Q The government should prioritize capital investments over subsidies to improve the economic situation of farmers. Discuss.
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• Introduce by giving a brief account on agriculture subsidies given by the government in India.
• Discuss in brief the importance of giving subsidies.
• Discuss how prioritizing capital investments over subsidies can help farmers to come out of the
• Conclude on the basis of the above points.
With 60% of India’s total workforce employed in its agriculture sector, incentivizing it is key to stimulate agriculture production and attaining self-sufficiency. An Indian farmer enjoys numerous subsidies – free power, water, heavily discounted fertilizers, interest subvention on loans, discounted premium on crop insurance and minimum support prices for crops. The government spent about Rs. 2.56-lakh crore on various subsidies for the farm sector in 2018-19 which is set to increase further to Rs.2.77-lakh crore for 2019-20.
These subsidies have a lot of benefits such as maintaining sustained flow of inputs like fertilizer, irrigation etc. at reasonable prices to the small and marginal farmers and also protect farmers from any unusual price shocks.
However, the Dalwai Committee on doubling farmers’ income has pointed out that the subsidy- driven agriculture systems are not sustainable. Farm subsidies are thought to be a drain on public finance and there are other related issues. Subsidies are market distorting interventions which lead to pilferage and leakages.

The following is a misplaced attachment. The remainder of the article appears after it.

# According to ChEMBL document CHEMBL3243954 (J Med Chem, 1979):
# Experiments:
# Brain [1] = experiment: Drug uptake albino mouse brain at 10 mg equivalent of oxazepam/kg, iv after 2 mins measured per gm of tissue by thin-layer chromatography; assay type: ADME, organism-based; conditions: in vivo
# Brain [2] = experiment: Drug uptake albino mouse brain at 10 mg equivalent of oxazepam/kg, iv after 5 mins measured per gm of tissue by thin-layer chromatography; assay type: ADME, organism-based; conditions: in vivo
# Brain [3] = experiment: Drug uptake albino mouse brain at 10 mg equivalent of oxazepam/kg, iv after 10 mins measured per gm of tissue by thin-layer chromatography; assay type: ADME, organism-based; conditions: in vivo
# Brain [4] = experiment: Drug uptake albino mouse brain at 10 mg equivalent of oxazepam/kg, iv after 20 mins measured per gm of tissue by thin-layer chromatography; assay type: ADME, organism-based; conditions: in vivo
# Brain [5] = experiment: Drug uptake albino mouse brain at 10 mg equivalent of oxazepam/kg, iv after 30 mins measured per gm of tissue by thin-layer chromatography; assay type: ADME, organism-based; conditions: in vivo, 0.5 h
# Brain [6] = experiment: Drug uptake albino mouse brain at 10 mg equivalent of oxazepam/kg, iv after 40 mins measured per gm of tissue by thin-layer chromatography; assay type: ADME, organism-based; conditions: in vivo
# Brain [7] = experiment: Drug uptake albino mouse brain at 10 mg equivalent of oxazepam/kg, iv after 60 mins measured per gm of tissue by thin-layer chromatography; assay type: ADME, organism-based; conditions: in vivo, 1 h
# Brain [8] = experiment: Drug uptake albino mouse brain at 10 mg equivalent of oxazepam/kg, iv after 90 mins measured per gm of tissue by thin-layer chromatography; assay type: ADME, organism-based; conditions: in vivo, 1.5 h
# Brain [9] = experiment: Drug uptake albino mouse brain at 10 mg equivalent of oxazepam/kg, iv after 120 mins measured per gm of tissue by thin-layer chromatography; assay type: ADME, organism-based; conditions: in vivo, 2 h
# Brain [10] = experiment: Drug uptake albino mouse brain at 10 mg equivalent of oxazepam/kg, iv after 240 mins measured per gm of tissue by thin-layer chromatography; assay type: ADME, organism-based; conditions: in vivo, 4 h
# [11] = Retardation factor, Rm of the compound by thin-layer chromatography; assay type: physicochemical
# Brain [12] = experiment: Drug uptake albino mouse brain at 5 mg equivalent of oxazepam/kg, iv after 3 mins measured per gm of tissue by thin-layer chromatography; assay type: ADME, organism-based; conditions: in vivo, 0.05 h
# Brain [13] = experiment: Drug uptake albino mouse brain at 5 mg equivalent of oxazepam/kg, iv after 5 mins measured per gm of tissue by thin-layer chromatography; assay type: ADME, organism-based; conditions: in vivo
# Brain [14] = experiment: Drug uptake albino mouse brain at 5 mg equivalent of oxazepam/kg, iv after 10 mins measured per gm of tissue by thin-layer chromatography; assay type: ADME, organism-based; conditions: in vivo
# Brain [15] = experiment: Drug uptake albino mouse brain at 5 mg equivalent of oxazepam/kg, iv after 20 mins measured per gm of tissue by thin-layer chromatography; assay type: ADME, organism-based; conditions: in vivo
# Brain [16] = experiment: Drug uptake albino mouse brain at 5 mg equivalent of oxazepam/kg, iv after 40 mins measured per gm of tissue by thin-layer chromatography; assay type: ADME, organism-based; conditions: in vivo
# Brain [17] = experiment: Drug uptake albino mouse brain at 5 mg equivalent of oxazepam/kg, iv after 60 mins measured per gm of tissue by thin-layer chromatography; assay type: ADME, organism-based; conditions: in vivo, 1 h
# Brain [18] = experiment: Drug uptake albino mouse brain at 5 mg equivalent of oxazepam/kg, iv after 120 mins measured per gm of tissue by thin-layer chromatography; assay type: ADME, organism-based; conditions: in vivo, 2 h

Need to prioritise capital investments:
The issue with prioritising subsidies over capital investments is that subsidies do not address the structural issues with agriculture in India. This leads to a vicious circle where the small farmers are always dependent on the subsidies and thereby leading to fewer amounts available for capital investments. This can be substantiated by:
• Lack of storage infrastructure is a greater concern facing agriculture in India. For instance, only about 15% of the APMCs have cold storage facilities and less than 50% of mandis in the country have weighing machines. This concern can be addressed by capital investment alone.
• According to Indian Council for Research on International Economic Relations (ICRIER), every rupee spent on agricultural research and development yields better returns (11.2), compared to returns on every rupee spent on fertiliser subsidy (0.88), power subsidy (0.79).
• As against subsidies, public money spent on capital investment is expected to be almost 5 to 10 times more successful in terms of the number of people brought out of income poverty. For example, for every million rupees spent on agricultural research, 328 people are pulled out of poverty in comparison to 23 people by money spent on power subsidies.
• Focusing on capital investments can provide a push to agricultural exports without any controversy as support by government in form of capital investments form part of the WTO Green box.
Public investments in agriculture as a percentage of agricultural GDP has declined from 3.9 per cent in 1980-81 to 2.2 per cent in 2014-15, while input subsidies as a percentage of agricultural GDP have increased from 2.8 per cent to around 8 per cent over the same period. This highlights the need to rationalize the subsidies as capital investments translate into productivity capacity without much lag.
In general, subsidies should be employed to change behaviour and solve specific problems rather than to serve as a long-term support for farmers.
Therefore, the government should start gradually by focusing on rationalising the subsidies and preventing their leakage via Direct Benefit Transfer (DBT). Simultaneously, efforts should be taken to scale up capital investments in the sector.